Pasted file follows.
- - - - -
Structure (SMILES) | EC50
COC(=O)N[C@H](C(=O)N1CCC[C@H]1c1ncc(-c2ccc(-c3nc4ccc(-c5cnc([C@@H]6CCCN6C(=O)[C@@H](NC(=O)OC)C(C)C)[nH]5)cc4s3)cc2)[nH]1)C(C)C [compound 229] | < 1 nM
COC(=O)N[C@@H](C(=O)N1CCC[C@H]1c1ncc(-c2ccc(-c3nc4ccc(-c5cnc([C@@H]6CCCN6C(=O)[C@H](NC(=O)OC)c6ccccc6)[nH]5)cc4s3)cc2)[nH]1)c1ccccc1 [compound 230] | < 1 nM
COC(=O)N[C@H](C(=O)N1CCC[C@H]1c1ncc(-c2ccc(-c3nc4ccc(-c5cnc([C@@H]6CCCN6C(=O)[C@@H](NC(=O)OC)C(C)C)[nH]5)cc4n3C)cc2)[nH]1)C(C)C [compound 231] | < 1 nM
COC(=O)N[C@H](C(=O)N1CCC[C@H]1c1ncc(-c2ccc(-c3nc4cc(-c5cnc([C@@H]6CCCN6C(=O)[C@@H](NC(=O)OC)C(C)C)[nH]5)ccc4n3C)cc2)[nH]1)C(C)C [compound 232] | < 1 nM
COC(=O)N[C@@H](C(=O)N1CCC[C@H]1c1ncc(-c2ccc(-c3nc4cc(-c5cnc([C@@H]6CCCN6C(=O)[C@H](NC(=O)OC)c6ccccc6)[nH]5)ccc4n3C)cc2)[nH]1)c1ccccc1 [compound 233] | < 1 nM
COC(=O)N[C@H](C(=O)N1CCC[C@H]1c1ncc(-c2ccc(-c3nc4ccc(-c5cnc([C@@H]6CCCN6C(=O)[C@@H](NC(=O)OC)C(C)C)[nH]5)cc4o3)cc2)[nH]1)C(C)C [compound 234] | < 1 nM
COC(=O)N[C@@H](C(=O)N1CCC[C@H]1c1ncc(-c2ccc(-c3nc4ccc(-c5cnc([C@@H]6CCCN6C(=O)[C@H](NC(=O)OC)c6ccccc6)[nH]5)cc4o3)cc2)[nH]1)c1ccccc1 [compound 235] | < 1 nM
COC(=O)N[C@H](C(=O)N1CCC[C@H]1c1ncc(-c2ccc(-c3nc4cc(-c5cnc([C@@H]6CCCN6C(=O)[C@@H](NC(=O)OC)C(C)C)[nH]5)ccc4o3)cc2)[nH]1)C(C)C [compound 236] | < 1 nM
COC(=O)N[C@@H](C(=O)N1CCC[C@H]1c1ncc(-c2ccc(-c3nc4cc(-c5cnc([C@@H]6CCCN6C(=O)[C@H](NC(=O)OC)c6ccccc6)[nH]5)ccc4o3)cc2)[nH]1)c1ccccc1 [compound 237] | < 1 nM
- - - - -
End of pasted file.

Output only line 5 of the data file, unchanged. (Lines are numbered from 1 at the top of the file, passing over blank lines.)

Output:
COC(=O)N[C@H](C(=O)N1CCC[C@H]1c1ncc(-c2ccc(-c3nc4cc(-c5cnc([C@@H]6CCCN6C(=O)[C@@H](NC(=O)OC)C(C)C)[nH]5)ccc4n3C)cc2)[nH]1)C(C)C [compound 232] | < 1 nM